Most people hate to struggle. It seems to be human nature to want to have everything in place, everything running smoothly, with money in the bank and plenty of food in the cupboard. There’s nothing wrong with being wise, storing up, and having things in order – Proverbs 6:6-8 says “Go to the ant, you sluggard! Consider her ways and be wise; which, having no captain, overseer or ruler, providers her supplies in the summer and gathers her food in harvest.” So there is clearly wisdom in storing up during seasons of abundance as well as having order and a good plan to follow.

However, when Jesus taught His disciples to pray, He taught them to pray “give us this day our daily bread.” In other words, instead of worrying about tomorrow’s needs, we should focus on the needs and cares that will get us through today. So often we ruin today and miss out on its blessings by worrying about tomorrow. All we really need to have taken care of is today and according to Matthew 6:34, today has enough trouble of its own.

We can certainly limit the struggles that come as the result of consequences for choices we make, but there are other struggles that come despite our best efforts. Sometimes cars break down when it’s least convenient, sometimes we have to spend the savings we promised never to touch, and sometimes catastrophe strikes and we don’t get an answer to the question ‘why?’. Struggles come with living in a fallen world and, though it’s not the way God intended before the fall, God takes the struggles we experience in this life and works them together for the good of those who love Him and are the called according to His purpose (Rom 8:28).

Struggles cause us to remember God. Where there are no struggles, there is little dependence upon God and it shows up in our prayer life. For example, when I have a car that always starts, I just get in it and go. I rarely thank God for my car when it runs so well that I never have to think about it. However, if my car has recently given me some problems, I find myself praying more often as I get in to crank it. Instead of getting worried, angry, or falling apart, learn to see the struggles as an opportunity to remember God – to seek Him for wisdom and trust Him with the results; perhaps He has a purpose for the delay or the diversion. You see, the genuineness of your faith is realized in the struggles. Will you turn to Him? Will you trust Him? Speaking about our inheritance in the Kingdom of Heaven, Peter wrote “In this you greatly rejoice, though now for a little while, if need be, you have been grieved by various trials, that the genuineness of your faith, being much more precious than gold that perishes, though it is tested by fire, may be found to praise, honor, and glory at the revelation of Jesus Christ, who having not seen, you love. Though now you do not see Him, yet believing, you rejoice with joy inexpressible and full of glory, receiving the end of your faith—the salvation of your souls.” (1 Pet 1:6-9).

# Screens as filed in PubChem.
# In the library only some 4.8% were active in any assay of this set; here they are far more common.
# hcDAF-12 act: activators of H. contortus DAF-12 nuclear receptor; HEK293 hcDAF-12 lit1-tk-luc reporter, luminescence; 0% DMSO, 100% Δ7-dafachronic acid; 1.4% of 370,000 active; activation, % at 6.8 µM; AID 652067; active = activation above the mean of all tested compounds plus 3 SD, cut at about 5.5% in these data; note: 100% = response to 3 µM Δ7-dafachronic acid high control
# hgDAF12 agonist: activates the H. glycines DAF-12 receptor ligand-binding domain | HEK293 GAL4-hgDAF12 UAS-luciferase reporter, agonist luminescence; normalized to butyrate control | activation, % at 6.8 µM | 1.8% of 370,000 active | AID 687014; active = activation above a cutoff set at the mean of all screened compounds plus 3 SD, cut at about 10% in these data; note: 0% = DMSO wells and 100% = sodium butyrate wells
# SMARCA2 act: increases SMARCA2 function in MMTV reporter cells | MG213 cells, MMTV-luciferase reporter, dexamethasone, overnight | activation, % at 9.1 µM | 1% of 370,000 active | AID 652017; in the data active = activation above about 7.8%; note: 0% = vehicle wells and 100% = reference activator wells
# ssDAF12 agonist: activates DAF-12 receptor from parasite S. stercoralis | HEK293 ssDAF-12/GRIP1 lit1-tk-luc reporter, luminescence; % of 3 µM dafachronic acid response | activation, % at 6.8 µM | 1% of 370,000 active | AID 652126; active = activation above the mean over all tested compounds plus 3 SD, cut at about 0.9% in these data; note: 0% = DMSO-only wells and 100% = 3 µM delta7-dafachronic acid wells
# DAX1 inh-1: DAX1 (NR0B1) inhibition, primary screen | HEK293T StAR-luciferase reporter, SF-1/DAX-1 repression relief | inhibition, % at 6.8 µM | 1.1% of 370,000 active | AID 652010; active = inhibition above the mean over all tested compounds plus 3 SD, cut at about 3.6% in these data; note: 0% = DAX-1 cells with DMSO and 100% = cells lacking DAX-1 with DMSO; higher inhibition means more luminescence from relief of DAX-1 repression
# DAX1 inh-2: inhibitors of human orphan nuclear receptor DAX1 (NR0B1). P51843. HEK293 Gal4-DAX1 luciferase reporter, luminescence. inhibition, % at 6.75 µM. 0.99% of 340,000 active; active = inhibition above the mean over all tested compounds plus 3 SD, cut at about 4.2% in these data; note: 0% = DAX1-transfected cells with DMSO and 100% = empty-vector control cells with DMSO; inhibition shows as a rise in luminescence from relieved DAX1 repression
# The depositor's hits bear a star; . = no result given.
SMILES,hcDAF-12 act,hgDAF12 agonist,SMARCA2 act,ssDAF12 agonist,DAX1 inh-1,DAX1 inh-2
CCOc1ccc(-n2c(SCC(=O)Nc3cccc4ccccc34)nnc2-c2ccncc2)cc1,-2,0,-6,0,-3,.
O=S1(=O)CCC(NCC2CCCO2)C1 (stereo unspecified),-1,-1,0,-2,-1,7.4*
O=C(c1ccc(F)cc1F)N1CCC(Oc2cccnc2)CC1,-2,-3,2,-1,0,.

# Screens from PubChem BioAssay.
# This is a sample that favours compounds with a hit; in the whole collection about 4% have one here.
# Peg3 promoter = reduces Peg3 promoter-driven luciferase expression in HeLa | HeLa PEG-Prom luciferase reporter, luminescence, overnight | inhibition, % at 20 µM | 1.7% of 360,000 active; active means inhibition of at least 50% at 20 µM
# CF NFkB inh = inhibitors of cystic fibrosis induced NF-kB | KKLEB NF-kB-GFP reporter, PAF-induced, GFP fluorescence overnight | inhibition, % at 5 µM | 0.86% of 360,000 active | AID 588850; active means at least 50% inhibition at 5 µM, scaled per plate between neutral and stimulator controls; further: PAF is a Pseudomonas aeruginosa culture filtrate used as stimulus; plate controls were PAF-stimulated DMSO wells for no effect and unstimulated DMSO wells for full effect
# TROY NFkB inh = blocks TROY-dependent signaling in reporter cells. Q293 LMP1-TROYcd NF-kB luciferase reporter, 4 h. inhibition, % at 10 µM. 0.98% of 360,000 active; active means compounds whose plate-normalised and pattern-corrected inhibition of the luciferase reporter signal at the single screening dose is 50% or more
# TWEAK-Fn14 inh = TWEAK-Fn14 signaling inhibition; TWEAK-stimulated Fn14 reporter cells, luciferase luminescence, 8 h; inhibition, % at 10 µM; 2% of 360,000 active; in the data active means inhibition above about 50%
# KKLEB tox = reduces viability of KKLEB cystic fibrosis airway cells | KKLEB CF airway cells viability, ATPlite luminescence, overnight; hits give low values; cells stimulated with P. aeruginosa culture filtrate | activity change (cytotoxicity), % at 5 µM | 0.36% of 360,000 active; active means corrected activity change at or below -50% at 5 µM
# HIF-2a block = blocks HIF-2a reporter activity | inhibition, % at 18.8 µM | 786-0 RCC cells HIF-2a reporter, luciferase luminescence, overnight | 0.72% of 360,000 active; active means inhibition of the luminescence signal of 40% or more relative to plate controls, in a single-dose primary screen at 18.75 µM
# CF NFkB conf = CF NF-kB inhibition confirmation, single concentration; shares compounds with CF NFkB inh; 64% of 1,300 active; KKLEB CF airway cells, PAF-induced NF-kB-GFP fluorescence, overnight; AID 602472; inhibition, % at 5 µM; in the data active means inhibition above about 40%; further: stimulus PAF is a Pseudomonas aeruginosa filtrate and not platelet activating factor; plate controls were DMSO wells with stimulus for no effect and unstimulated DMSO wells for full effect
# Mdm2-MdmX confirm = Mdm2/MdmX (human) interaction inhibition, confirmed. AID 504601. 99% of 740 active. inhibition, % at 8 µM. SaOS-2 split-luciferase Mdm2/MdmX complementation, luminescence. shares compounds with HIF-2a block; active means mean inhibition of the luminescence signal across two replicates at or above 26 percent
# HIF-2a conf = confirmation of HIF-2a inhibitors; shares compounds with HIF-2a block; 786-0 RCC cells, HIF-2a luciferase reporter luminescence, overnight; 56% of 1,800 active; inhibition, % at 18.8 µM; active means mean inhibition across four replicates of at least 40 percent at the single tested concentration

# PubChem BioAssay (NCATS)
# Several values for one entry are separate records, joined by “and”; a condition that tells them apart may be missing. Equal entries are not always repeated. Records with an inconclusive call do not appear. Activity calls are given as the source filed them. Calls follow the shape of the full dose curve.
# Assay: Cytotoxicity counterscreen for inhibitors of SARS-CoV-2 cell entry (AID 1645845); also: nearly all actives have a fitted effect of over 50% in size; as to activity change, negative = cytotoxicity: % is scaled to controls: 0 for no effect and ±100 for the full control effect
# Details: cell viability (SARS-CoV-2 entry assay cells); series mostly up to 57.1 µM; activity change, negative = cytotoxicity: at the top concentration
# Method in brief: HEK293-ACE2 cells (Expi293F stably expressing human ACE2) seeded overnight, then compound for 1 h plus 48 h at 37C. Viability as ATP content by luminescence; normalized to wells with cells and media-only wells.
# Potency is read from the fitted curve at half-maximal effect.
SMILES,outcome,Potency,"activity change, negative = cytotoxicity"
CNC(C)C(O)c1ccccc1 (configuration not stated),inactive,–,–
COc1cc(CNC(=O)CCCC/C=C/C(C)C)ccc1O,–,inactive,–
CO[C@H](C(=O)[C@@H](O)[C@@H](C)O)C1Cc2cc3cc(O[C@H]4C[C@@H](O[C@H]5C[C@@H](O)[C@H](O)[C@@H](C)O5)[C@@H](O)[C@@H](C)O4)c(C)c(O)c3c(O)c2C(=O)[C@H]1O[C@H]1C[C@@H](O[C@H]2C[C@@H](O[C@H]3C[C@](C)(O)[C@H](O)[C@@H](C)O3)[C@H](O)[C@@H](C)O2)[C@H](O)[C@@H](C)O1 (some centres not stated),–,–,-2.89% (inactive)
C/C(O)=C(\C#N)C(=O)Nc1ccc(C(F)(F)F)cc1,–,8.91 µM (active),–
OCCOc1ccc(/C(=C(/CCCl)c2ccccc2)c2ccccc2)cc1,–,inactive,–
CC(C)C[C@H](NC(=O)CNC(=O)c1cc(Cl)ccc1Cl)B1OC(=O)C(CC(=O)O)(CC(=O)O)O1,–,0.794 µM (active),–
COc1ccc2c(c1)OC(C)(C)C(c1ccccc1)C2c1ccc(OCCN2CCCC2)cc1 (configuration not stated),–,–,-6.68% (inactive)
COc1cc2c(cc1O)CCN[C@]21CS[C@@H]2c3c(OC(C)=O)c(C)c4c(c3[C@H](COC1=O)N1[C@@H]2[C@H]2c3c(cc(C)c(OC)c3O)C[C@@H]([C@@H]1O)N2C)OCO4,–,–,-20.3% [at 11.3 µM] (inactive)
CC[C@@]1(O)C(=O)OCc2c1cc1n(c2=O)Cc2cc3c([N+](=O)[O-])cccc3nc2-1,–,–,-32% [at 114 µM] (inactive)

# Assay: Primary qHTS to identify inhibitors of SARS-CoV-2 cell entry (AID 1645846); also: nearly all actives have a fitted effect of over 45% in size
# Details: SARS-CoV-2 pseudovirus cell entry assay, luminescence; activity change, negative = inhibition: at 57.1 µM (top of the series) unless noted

No one enjoys the struggles of life, but try to enjoy the presence of God in your struggles – it will make all the difference.

God bless, Pastor Troy